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May 22, 2012 05:24 PM
by Daniel

Boris de Zirkoff

In the pages of our contemporary, Theosophical News and Notes, the
Journal of The Theosophical Society (Adyar) in the British Isles, in
its July-August and Sept.-Oct., 1958, issues, Dr. Laurence J. Bendit,
recently elected General-Secretary of the British Section, T.S.,
contributes editorially some pertinent remarks on the freedom of
thought in our Movement and the non-sectarian character of ideas
presented under the name of Theosophy.

There is much in what he says that is most commendable, sensible, and
a needed reminder to most students. We are glad to see some of these
ideas clearly stated by the chief Official of a large and influential
Section, and to be told, for instance, that "there is ... no heresy
in Theosophy," that "everybody has the right to question the writings
even of those who are looked upon still, and with good reason, as
more-than-average students," - and that "deep study and understanding
should gradually lead to an intuitive feeling for what is the direct
line of truth, and what is truth distorted or misinterpreted."

We are also thoroughly in agreement with the writer when he states
that "Wisdom can only be evoked from within, from a realm which is
beyond language and words," and that "humility and the sense of
wonderment which is the mark of every true Theosophist" are qualities
the loss of which is to be regretted whenever it is superceded by
a "know it all" attitude.

But we cannot help feeling that the writer has somewhat hurriedly
given expression to certain ideas in both of his articles, which a
closer examination of existing evidence might have modified to a
considerable extent. It often happens that we find ourselves carried
away by our own most laudable feelings and convictions, and show a
tendency to go to extremes and to disregard certain other aspects of
the total picture.

He finds it very unfortunate that some lecturers on the Theosophical
platform should use such expressions as "Theosophy teaches ..."
or "the teachings of Theosophy are ...," and that some people would
be "so bold as to set themselves up as Theosophical teachers." This
seems to him to be "quite inconsistent with the emphasis on freedom
of belief." "Yet," he adds, "when all is said and done, there is a
loose body of thought which seems to deserve the
label 'theosophical,' if only to distinguish it from other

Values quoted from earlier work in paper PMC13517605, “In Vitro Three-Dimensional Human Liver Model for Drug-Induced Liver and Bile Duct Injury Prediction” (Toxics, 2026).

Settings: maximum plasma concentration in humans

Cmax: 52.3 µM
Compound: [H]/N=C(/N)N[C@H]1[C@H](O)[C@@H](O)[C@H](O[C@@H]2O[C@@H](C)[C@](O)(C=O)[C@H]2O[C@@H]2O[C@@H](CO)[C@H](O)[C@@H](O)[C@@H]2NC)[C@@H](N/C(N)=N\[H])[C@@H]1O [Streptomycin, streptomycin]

philosophies ..." In his opinion, "Theosophy is neither eastern nor
western, neither ancient nor modern; neither has it any teachings or
teachers," because Theosophy is Wisdom, and one cannot teach Wisdom.

It is precisely at this point that our esteemed author leaves the
solid ground of impartial research, and the sound intellectual
foundation of our work, and sails, perhaps quite unwittingly to
himself, into the domain of slogans and convenient cliches. Let us
look into this subject a little closer.

The foundation-rock upon which the modern Theosophical Movement is
established, as far as its philosophy is concerned, is H.P.B.'s The
Secret Doctrine, a rather curious title to be used in a Movement
which is supposed to have no definite teachings. This work, let us
hasten to say before we are misunderstood, is no Theosophical Bible,
and its students are no bibliolaters sitting in raptured awe before
the unspeakable "revelation" contained in its pages. It is
neither "divinely" inspired, nor devoid of errors, neither a final
statement of all possible truth, nor anything more than a lifting of
a "corner of the veil," in the words of H.P.B. herself. But it is
most decidedly an authoritative declaration of a system of thought, a
statement of specific teachings, an outline of a "doctrine" whose
precepts, principles and positive assertions are as distinct,
unalterable and definitive as are the basic laws of chemistry,
physics, genetics or astronomy. Let there be no mistake about it. It
is not a "loose body of thought," not "by a long shot," to use an

H.P.B.'s magnum opus is permeated through and through with some very
definite statements. It proclaims that "the Secret Doctrine is the
accumulated Wisdom of the Ages, and its cosmogony atone is the most
stupendous and elaborate system" (I, 272). It establishes "three
fundamental propositions," specifically defined and elaborately
explained (I, 14 et seq.) It speaks of the divine Substance-Principle
as "the fundamental Law in that system" (I, 273), and goes on to
outline a large number of teachings, based on facts of Nature, which
are in their sum-total the foundation-principles of the Esoteric
Philosophy (I, 273-82). Moreover, it never fails to point out that
these teachings were brought by higher Beings to nascent humanity,
and impressed upon its collective consciousness for its own good and
future growth.

The pages of The Secret Doctrine, as well as of The Mahatma Letters,
teem with statements such as: "the esoteric philosophy
teaches," "theosophy establishes," "the Ancient Wisdom
proclaims," "the secret teachings state," and many other similar

If we consult our friend Webster, we will find that he defines a
doctrine as "that which is taught; what is held, put forth as true,